When the huge Nor'easter was barreling down on Boston a few days ago, we thought it best to put out some extra bird food (Cole's Hot Meats, Blue Ribbon Blend). The platform and hanging feeders work well, but when the wind is blowing hard they tend to be difficult for the birds to feed off of. This was why we thought it a good opportunity to put up the new cattail feeder from Gardener's Supply Company.
The Gardener's cattail feeder is attractive and well designed. It has a cap at the top which twists off for easy filling. The support rod is made up of a few sections that screw together to form one long pole. The whole unit stands about three feet tall and will hold about half a pound of sunflower seeds. Everything is power-coated so it should stand up to the elements.
The Nor'easter hit exactly as forecasted and most Bostonians heeded the warning to not venture out during the storm. Apparently, the memo was not received by our avian friends. The snow and wind was whipping things up pretty good, but the birds came out looking for food nonetheless. The sparrows were the first to find the new feeder. Once they showed the way, everybody else soon followed. We learned something with this storm: it is easy to get photos of backyard birds when you put food out in a blizzard :-)
The mesh on the cattail feeder allows the birds to cling on easily, even when the weather is really nasty out. It took the birds about six hours to empty the feeder of all the Hot Meat seeds. We filled it with the spicy blend just in case any squirrels decided to crash the party. Of course, the cattail feeder was not the only thing out there for them. Hanging nearby on the cherry tree was a block of the Cole's Blue Ribbon Blend suet. The extra energy from the fat is appreciated by the birds in the cold weather.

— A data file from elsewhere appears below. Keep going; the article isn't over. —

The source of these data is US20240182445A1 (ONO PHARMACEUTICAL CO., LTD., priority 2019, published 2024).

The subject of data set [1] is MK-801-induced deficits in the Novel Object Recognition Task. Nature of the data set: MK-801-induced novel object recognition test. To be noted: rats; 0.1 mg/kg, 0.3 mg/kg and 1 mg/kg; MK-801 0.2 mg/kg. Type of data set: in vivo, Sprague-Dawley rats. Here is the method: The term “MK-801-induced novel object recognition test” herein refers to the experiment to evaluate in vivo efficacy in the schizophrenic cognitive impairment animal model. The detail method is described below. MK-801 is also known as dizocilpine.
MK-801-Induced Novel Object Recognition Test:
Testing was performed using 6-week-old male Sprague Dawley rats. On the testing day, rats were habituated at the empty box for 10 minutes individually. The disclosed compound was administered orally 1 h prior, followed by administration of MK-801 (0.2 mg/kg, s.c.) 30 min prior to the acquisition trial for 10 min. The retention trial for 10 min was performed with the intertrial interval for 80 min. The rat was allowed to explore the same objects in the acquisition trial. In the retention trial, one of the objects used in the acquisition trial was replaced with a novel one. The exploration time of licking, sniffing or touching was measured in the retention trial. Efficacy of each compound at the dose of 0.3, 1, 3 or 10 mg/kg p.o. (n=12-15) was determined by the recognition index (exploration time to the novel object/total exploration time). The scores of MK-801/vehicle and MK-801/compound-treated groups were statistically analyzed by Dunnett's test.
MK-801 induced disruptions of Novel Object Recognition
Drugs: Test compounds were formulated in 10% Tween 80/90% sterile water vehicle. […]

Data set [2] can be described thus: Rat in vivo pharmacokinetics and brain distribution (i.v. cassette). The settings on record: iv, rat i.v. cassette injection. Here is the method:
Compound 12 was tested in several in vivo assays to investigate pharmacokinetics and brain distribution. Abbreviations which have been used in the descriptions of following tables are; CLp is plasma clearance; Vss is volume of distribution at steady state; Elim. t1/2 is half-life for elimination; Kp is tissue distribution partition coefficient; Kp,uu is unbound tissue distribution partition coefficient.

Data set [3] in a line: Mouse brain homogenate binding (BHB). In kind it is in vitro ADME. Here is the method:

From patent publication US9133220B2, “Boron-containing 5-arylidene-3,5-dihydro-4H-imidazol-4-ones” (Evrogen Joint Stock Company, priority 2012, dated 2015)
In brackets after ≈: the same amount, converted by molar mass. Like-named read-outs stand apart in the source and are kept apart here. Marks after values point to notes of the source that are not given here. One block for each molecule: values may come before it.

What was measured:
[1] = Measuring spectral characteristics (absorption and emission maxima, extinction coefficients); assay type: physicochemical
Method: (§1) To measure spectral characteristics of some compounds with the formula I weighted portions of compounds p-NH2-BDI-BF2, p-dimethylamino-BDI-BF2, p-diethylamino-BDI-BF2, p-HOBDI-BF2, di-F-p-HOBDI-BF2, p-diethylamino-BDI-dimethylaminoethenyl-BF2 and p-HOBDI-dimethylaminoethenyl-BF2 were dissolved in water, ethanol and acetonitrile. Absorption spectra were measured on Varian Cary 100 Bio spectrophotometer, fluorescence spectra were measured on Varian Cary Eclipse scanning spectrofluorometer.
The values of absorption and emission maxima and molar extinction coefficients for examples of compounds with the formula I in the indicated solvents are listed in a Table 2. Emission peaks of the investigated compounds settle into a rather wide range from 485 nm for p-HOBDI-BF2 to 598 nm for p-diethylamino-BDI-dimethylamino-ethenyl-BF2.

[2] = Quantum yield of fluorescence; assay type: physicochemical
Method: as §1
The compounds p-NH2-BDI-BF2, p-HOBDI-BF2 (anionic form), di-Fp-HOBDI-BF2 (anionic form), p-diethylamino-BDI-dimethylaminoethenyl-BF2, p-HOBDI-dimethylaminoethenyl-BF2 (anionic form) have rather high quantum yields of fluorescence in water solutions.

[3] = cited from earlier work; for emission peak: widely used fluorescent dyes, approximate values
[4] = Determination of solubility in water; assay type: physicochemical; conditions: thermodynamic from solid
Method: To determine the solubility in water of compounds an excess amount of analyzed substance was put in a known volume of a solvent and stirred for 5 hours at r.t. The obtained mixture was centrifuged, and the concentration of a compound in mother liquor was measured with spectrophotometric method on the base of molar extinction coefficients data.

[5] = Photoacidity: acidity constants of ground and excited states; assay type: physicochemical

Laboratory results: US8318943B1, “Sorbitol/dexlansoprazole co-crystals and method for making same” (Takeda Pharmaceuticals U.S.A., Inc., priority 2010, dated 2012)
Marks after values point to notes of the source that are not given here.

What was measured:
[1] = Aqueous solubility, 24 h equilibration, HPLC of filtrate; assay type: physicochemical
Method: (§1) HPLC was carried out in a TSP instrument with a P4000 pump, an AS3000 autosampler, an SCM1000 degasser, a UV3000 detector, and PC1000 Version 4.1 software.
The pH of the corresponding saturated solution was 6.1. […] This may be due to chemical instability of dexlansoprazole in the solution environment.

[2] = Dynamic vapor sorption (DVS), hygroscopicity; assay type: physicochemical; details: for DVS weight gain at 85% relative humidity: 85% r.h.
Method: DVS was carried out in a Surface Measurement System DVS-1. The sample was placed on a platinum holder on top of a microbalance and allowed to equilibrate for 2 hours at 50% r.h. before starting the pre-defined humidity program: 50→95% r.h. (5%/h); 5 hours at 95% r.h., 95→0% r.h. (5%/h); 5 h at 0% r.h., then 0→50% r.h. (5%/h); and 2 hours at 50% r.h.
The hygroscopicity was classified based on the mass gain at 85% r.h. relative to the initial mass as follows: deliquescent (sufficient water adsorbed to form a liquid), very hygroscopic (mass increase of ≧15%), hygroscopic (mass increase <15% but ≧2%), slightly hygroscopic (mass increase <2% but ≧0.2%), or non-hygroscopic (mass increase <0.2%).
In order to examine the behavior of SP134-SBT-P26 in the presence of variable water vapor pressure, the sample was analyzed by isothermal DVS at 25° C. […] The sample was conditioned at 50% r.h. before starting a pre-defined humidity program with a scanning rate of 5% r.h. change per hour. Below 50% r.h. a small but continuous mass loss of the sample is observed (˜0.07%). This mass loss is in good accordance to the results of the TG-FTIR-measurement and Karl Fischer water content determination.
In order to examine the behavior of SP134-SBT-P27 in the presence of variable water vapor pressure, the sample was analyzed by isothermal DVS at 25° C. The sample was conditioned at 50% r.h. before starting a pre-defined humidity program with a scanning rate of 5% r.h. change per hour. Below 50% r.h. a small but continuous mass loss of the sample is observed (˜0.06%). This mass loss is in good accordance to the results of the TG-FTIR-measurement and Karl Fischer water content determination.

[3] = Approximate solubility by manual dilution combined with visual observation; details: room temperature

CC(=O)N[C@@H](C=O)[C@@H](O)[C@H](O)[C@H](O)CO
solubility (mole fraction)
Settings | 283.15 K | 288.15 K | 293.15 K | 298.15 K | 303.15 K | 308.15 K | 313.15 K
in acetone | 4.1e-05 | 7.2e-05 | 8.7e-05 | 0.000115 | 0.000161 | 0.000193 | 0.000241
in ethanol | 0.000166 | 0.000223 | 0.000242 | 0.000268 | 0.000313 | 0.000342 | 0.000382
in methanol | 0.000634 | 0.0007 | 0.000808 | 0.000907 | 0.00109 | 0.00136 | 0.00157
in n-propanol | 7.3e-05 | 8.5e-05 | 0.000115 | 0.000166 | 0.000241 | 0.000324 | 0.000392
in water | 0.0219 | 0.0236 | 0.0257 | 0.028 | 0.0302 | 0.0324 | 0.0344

Because we let Eliot and Milo freely patrol the grounds, we feel obligated to provide plenty of cover for the birds. The forsythia shrub and hydrangea bush are shaped to offer a dense "way station" for the birds to perch in safety. The bushes may look empty, but a quick count shows that it is just not so. During the blizzard, the birds use the bushes as a windbreak while waiting for their turn at flying out to the feeders.
However, the suet one is not as accessible, and with the cattail feeder empty, many made their way up to the feeder on the second-story window later in the day. While harder for the birds, we like the window feeder. It is easier for us to refill and we get a much better view of the visitors.
This January storm was a record breaker for New England. It dumped closed to three feet of snow in some parts of MA. The Cape got over 24". The weather people are predicting another storm for Friday and maybe one more next Tuesday. Clearly there is a long way to go before Winter is over. The birds who hang around are pretty tough, but we like to put feed out to make it a little easier for them. They more than repay us with their songs and by reminding us that Spring is on the way! [permalink] - RDG: Birdfeeding In A Blizzard